The patient-provider relationship should be a collaborative one. A good doctor will encourage your involvement in making medical decisions. Negative behavior and a refusal to collaborate is an immediate red flag.
Your provider may come across condescending, curt or cocky. They may appear gentle, even parental, in a patronizing kind of way. They may interrupt you when you’re speaking or rush through your visit, causing you to feel out of sorts.
My doctor seemed annoyed when I told him I wanted to discontinue the Cellcept. “Okay, fine!”, he said in a huff.
Although there were other medicines he could have prescribed, he gave me two, equally unappealing choices. Continue the Cellcept, or begin treatment with an IV-infused medication I had already refused on multiple occasions.
I felt backed into a corner. What happened to the patient-physician relationship and working together as a team?
It may come as a shock to you if your physician is curt, harsh, or insensitive. You may be taken aback and unsure of how to respond.
“I suspect this pregnancy is going nowhere,” a gynecologist once told me. His insensitivity was alarming.
I was about 6 weeks pregnant and spotting at the time. I was shocked that I had even gotten pregnant. Endometriosis left my fallopian tubes completely blocked with scar tissue. Somehow I had gotten pregnant anyway.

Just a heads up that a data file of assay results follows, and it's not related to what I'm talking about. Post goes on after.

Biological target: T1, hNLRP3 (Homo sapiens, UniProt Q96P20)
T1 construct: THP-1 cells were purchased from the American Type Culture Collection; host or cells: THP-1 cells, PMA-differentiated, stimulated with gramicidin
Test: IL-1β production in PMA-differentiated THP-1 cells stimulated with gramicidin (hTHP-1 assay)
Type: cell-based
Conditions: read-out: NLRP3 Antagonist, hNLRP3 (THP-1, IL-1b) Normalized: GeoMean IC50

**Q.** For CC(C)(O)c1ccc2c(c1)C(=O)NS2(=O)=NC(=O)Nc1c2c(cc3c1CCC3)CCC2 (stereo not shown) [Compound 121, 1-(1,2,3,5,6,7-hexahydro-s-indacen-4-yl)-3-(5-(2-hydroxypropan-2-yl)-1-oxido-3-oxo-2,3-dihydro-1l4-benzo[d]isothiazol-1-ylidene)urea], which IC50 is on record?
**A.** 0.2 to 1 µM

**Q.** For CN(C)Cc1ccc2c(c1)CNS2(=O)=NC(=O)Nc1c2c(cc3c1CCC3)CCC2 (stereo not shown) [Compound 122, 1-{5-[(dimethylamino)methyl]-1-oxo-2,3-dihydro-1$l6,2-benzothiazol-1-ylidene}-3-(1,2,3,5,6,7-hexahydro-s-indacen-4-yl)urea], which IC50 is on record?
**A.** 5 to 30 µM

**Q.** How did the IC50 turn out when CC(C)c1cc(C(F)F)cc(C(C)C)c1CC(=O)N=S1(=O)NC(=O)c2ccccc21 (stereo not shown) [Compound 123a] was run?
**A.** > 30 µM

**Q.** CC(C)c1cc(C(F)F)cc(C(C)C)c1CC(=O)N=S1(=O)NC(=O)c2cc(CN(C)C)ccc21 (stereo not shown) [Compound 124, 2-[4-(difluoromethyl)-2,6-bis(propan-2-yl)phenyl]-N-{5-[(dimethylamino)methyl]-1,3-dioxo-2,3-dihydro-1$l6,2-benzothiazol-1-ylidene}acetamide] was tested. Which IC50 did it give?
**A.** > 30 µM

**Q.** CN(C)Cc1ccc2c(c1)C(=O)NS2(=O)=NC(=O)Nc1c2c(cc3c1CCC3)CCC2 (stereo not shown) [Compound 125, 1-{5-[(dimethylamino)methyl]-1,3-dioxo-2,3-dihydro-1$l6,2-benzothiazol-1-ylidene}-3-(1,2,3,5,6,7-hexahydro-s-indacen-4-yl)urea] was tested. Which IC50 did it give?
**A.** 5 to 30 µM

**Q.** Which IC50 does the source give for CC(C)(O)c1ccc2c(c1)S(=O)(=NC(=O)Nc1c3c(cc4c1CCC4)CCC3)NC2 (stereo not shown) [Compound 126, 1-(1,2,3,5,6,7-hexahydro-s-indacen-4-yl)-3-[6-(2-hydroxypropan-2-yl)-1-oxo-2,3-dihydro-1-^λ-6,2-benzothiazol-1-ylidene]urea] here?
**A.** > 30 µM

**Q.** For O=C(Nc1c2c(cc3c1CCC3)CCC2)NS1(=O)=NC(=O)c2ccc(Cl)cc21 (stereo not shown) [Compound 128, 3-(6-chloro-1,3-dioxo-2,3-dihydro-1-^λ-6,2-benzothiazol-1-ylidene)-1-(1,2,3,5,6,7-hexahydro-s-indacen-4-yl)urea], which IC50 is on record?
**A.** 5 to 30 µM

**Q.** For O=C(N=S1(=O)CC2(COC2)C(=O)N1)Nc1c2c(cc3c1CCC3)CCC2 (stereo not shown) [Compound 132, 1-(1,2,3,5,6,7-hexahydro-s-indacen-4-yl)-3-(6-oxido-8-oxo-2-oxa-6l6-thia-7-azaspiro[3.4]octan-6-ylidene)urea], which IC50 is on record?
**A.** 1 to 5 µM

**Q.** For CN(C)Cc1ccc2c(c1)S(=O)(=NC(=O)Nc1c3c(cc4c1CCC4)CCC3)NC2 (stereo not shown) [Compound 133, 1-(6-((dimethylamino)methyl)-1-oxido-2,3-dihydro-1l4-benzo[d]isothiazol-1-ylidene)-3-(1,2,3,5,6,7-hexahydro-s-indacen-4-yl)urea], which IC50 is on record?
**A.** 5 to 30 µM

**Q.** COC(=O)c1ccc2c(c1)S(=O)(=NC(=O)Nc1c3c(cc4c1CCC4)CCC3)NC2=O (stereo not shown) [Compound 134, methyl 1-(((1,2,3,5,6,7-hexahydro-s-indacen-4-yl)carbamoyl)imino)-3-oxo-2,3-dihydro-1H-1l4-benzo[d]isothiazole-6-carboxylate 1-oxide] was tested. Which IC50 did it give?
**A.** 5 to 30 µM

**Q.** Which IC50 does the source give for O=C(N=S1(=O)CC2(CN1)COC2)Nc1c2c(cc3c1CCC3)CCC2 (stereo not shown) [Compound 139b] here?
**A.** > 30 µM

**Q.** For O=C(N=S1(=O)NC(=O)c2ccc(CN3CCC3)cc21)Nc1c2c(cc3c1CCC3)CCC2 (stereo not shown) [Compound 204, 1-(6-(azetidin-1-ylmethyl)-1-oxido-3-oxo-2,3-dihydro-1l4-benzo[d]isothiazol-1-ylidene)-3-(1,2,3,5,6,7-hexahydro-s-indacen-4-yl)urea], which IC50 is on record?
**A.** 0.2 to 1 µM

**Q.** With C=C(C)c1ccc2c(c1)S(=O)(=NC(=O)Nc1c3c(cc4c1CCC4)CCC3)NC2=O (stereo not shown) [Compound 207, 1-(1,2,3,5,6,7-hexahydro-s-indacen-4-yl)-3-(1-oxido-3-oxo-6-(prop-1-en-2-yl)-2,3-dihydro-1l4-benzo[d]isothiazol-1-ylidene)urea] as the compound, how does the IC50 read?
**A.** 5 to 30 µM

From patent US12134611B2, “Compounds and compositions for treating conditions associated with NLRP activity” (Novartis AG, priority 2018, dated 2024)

But my hCG levels, the hormone produced by the placenta when you become pregnant, appeared to be leveling off and not increasing as it should.
“Why does it seem like I bleed harder with activity,” I asked. My commute to work required me to walk several blocks and a couple flights of stairs at Grand Central Station in New York. I remember feeling like my uterus was going to fall out.
“Just be happy you were able to get pregnant”, he responded coldly. “You didn’t think you could get pregnant, now you know you can.”
That answer stung like a slap in the face. What if I couldn’t get pregnant again?
Fortunately, I followed my intuition. Two doctors later, a friend referred me to an obstetrician who handled her sister’s high risk pregnancy.
“You’re threatening to miscarry, but I’m optimistic”, he said on my first visit. At my request, he put me on “house rest”.
I’m happy to report, my little “pregnancy that’s going nowhere” is now a chemical engineer.
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Your physician refuses to treat you